"Colleges That Have Shall Get"

By Zoe Sherman

Unequal Colleges in the Age of Disparity by Charles T. Clotfelter. Cambridge, MA: Belknap Press of Harvard University Press, 2017.

trailing ivy along edge of book cover
One feature of the extraordinary divergence in Americans’ eco­nomic fortunes is a widening gap in labor-market outcomes be­tween those with a college degree and those without. On average, those with college degrees suf­fer far less unemployment and, when employed, earn higher incomes. The literature on the economics of education is full of analyses that root a causal arrow in higher education and point to economic inequality as a conse­quence. Charles Clotfelter is well aware of this wide literature and gives thoughtful consideration to the question of the economic returns of higher education in the last and shortest part of his four-part book, Unequal Colleges in the Age of Disparity. But the bulk of the book deals with the inverse question. Given a context of widening economic inequality, what effect does the divergence in Americans’ economic fortunes have on colleges and universities as institutions?

As Clotfelter announces in his title, the central finding of his book is that these institutions are as wildly unequal as individuals are in early twenty-first-century America. Furthermore, he argues that the widening economic inequality within the US popu­lation at large has contributed to widening inequality among US colleges and universities. “If anything about American colleges and universities is true,” Clotfel­ter writes, “it is that they were not created equal. Nor have they tended to become more equal as they matured.”

Clotfelter arrives at this con­clusion through the extensive use of descriptive statistics. He offers no statistical analysis fireworks, or even workaday ordinary least squares regressions, just careful data collection and sorting. He sorts the data on three criteria: public versus private institutions, undergraduates’ average SAT score percentiles, and historically black colleges or universities versus all other institutions—all other institutions being in almost all cases historically white, with racial integration coming at various times and to varying degrees across institutions. He sorts data on SAT scores finely, especially among pri­vate historically white institutions at the top end of the spectrum, generating seventeen different insti­tutional categories.

Clotfelter is quick to point out that such fine sorting is not excessive. In analyses of income in the United States, we would miss something very important if we lumped those in the 99th percentile with those in the 90th percentile: even as the 90th percentile has pulled away from the median, the 99th percentile has pulled away from the 90th. The differences in wealth are even more glaring than the dif­ferences in income. By sorting incoming students’ SAT scores so finely, Clotfelter shows that a similar type of inequality charac­terizes colleges and universities. In 2012–13, institutions whose entering students scored between the 90th and 95th percentiles on their SATs made per-student educational expenditures more than 50 percent greater than those whose students were near the median, but institutions whose students scored in the 99th percentile made per-student edu­cational expenditures that were more than 60 percent greater than those between the 90th and 95th percentiles. (The spending levels round to $24,000, $37,000, and $61,000.) The differences in endowment are even more glaring. In 2012–13, institutions whose students scored in the 99th percentile on the SAT had per-student net assets of about $1.2 million, a different order of magnitude from all others. These super-elite institutions had more than twice as much in per-student assets as those whose students scored only in the 98th percentile, and more than six times as much as those whose students scored between the 90th and 95th per­centiles. And the median? Forget about it. As with income and with wealth, the farther up the college ranking ladder you climb, the more you have to crane your neck to see the next rung above you. Viewed from the middle, life at the top is the stuff of myth.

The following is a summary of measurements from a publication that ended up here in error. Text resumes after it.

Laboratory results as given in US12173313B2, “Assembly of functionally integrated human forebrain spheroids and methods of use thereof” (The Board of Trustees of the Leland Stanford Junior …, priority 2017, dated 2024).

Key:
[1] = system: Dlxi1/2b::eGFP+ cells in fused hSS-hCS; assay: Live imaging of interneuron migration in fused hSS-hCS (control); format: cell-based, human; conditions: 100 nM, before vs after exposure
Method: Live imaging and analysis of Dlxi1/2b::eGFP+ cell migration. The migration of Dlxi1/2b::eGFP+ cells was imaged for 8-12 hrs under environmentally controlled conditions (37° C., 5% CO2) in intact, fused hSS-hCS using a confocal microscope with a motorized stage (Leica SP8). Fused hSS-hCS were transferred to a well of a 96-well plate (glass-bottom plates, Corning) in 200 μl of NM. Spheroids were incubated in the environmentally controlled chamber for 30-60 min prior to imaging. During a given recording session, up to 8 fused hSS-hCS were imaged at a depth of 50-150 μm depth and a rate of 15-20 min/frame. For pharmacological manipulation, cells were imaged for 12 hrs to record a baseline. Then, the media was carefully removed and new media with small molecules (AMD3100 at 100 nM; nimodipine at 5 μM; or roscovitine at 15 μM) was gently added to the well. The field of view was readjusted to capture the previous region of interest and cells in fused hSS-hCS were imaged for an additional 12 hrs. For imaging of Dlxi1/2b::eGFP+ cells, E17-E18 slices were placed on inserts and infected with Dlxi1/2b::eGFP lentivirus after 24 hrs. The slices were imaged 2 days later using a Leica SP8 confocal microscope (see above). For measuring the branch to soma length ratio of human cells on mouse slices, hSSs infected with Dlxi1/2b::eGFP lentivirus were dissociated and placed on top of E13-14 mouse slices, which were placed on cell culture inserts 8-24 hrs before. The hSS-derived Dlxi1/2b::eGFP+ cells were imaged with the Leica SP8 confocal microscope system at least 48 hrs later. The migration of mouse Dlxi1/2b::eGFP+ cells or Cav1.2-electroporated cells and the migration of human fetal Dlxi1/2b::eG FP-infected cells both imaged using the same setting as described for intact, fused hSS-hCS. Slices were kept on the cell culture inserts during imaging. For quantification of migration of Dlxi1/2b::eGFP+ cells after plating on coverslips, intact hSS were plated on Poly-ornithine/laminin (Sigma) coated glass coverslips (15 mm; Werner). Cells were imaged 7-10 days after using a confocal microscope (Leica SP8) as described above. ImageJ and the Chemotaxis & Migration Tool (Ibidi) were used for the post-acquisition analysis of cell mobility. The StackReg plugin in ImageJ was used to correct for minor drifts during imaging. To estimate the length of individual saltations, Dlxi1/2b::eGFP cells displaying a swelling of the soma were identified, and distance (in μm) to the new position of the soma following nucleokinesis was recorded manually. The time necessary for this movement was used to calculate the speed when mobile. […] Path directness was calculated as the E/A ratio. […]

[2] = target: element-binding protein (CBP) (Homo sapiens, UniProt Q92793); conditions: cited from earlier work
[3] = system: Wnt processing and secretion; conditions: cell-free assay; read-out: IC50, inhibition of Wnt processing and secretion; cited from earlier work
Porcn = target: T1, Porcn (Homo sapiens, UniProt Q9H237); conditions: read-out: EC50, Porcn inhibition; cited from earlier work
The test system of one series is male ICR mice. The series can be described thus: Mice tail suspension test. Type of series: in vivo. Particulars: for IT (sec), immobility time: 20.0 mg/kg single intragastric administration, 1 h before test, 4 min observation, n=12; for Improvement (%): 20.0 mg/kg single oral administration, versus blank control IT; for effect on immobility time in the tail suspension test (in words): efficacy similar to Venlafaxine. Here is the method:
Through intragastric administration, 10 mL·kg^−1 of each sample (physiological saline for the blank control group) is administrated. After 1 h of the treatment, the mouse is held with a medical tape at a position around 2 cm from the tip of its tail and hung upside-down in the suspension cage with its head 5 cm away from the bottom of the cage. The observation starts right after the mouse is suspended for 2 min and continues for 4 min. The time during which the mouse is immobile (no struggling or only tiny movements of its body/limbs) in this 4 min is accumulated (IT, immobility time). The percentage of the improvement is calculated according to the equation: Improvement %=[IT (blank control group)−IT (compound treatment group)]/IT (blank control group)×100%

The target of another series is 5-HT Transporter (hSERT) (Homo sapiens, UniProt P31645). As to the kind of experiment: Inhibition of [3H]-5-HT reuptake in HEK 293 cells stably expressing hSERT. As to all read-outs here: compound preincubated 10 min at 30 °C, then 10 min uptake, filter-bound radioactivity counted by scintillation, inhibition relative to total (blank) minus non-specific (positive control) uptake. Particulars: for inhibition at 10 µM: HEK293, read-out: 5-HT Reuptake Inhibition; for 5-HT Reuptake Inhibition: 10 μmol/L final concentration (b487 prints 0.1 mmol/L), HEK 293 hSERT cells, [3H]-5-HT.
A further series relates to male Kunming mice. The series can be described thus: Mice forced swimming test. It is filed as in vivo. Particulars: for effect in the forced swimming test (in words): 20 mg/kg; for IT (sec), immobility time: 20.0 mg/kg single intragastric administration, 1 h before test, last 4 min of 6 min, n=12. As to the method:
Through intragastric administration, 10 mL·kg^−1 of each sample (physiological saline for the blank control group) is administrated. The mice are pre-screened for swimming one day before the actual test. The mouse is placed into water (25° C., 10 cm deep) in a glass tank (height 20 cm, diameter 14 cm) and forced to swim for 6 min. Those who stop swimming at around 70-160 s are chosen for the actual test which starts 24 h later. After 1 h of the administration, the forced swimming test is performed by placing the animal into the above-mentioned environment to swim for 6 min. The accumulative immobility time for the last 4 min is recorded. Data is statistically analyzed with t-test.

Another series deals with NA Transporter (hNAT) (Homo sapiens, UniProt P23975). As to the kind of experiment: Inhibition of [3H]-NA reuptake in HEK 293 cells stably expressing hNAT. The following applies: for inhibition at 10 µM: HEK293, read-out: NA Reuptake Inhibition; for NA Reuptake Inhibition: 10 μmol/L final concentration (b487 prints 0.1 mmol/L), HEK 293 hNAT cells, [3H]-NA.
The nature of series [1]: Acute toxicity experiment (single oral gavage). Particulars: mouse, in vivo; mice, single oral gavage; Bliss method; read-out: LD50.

Inequality outside the higher education industry contributes mightily, Clotfelter argues, to inequality within it. Rich people have amassed fortunes. For rea­sons of prestige and preferential tax treatment, they have been will­ing to make large charitable donations. They especially like donating to already-wealthy and prestigious nonprofit institutions. This has been a windfall for the likes of Harvard University.

Also, top-tier college admis­sions have become intensely coveted, status-conferring prizes for members of the socioeconomic elite. Given the excess demand for degrees from the top-tier colleges and universities (admission rates for many are in the single digits), and given the very high median incomes of those who attend, economic supply and demand analysis says the already-high sticker price could go much, much higher. But instead of using price to ration enrollments, the elite institutions use arduous admis­sions standards (with a significant element of the arbitrary). The top colleges and universities pull away both in resources and in academic standing. Since they can’t buy admission outright, the affluent buy improved chances of admis­sion with private school tuitions or pricey housing in wealthy public school districts, with tutors and test prep and extracurricular activities, and with the ability to underwrite living expenses for their offspring doing unpaid internships and volunteer work that look good on a résumé. Many of their children buy into this project. The divergence in SAT scores between the most desired schools and the rest correlates with a divergence in the hours spent studying in high school. The children of the rich are no lon­ger exactly members of a leisure class. Instead, they are in a frenzy of high-stakes, labor-intensive self-cultivation.